Prudential Authority flags succession planning in banking sector
Overall talent management and succession planning in the bigger banks is largely in line with statutory and corporate governance best practices, but key challenges remain.
The Prudential Authority has flagged effective succession planning in its annual report released on Tuesday, pointing out that in some cases across the bigger banks, there was insufficient coverage of successors across the boards, executive committees and other key roles, giving rise to key person dependency. In addition, the report notes that in some cases, some of the identified successors were already occupying other senior roles or had been identified as successors for other positions.
Although Nomfundo Tshazibana, the deputy governor of the SA Reserve Bank and CEO of the Prudential Authority, says overall talent management and succession planning in the bigger banks is largely in line with statutory and corporate governance best practices, key challenges remained.
Challenges she highlighted included:
- In certain cases, there were no “ready now” successors;
- A shortage of information technology (IT) skills (including cybersecurity and data architects and software engineers);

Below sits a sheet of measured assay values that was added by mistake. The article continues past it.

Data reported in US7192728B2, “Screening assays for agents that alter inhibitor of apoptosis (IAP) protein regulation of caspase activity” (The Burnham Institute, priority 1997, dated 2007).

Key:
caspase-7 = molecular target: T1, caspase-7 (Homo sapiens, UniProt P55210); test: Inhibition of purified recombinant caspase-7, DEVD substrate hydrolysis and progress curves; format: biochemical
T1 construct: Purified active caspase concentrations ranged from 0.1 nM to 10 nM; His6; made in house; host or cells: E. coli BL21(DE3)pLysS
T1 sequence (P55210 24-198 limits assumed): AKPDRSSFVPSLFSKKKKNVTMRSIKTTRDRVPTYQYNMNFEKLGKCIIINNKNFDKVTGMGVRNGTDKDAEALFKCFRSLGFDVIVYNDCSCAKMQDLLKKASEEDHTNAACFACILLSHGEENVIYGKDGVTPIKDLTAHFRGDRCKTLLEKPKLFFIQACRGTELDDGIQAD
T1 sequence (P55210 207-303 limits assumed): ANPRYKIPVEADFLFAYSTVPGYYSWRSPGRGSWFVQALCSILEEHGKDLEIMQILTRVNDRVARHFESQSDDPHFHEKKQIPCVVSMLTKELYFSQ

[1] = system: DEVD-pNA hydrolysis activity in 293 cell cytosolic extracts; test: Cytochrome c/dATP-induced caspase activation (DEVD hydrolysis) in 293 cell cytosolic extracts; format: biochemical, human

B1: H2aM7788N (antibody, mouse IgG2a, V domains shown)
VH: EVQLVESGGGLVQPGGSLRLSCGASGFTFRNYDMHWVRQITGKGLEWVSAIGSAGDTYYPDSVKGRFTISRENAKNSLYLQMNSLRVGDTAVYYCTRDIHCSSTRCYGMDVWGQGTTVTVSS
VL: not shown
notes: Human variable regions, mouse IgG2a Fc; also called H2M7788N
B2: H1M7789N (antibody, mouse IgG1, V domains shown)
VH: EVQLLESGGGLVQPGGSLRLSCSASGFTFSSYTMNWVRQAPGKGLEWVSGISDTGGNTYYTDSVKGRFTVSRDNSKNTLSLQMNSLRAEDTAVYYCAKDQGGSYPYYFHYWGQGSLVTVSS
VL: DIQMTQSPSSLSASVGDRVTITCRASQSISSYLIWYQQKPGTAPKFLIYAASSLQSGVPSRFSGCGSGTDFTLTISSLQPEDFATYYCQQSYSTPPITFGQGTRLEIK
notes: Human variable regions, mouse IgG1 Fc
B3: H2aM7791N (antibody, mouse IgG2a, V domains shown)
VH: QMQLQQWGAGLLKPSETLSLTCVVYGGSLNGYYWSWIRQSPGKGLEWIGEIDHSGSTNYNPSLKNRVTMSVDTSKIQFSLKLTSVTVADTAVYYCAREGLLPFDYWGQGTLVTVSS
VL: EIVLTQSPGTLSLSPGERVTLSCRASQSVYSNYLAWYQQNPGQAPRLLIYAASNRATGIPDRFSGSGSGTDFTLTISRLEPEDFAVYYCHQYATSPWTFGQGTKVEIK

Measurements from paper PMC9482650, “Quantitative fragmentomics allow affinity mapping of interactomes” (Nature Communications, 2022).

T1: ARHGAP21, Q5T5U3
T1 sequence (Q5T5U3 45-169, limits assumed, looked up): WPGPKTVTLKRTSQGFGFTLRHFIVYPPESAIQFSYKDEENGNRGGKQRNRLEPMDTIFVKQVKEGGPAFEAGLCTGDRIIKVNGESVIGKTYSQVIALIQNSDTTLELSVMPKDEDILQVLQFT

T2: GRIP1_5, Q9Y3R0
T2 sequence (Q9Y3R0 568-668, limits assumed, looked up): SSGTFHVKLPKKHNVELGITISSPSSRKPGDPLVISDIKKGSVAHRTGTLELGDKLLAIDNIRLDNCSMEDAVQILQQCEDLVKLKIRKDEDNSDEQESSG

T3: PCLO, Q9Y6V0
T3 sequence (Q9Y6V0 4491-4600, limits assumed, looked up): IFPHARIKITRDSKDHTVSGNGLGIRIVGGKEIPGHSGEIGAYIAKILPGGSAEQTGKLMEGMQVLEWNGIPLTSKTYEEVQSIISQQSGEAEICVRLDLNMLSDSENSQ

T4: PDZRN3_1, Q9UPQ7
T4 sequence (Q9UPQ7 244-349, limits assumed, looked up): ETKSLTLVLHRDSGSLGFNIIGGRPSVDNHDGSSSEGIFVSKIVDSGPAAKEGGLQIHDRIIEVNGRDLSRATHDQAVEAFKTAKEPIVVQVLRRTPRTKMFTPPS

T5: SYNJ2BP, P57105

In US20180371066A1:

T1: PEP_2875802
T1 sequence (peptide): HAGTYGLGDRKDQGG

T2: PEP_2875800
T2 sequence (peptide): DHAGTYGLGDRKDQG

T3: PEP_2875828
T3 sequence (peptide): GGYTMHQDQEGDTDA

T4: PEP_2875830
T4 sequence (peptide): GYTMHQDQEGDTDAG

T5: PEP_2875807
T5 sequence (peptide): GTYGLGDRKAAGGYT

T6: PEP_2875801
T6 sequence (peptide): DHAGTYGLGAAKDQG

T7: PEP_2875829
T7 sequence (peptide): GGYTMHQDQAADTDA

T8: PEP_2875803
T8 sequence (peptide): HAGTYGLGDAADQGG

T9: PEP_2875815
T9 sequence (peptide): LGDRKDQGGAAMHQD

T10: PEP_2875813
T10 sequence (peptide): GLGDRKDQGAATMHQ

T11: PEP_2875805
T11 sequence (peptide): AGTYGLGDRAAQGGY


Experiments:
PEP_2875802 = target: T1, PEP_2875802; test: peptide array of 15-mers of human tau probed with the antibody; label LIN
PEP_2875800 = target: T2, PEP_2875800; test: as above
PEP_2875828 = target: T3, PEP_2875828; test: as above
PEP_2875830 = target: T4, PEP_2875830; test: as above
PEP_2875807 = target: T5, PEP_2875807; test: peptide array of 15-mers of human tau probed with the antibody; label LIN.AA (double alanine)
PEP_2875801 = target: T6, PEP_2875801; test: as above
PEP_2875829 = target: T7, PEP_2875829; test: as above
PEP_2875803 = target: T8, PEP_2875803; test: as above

- A high turnover of investment banking and risk-related positions;
- Emigration of talent;
- The retention of senior executives in African countries where banks have a presence, owing to a shortage of skills in those countries; and
- Transformation targets below what is required.
The emigration issue echoes the findings of a recent Playroll white paper, The Playroll South Africa Brain Drain 2023, which shows that while most companies considered C-Suite and management tiers as the most vulnerable to emigration, tech-focused businesses perceived the threat at associate level.
The most popular emigration destination last year was the UK, followed by Australia and then Portugal. Stringent entry applications mean that the UK and Australia were most likely to attract highly skilled South Africans, while Portugal’s golden visa (a residency-through-investment programme) was popular among high-net-worth individuals.
The report also reflects that a number of software developers are opting to stay in South Africa, but work remotely for international companies.
Speaking at a panel discussion earlier this month, Elsa Tshatedi, the executive head of HR at Nedbank, said the bank had seen an increase in people emigrating and the numbers were increasing all the time.
“The people emigrating are those we have identified as those with scarce skills in the banking industry,” she said. “They are highly employable in South Africa and elsewhere.”
Less than a month ago, Nedbank revealed that it was on the hunt for a new chief executive, to take over the reins when the current chief executive, Mike Brown, retires. In a voluntary trading update, the bank informed shareholders that it would partner with a “global search firm with a strong domestic presence” to find Brown’s successor.
Nedbank told Daily Maverick that internal and external candidates were being considered and Brown would continue in his role until a successor has been identified, and a handover process has been completed. When it comes to transformation at board level, Nedbank’s board is 64% black and 29% black women. The bank has, however, never had a black CEO at the helm. DM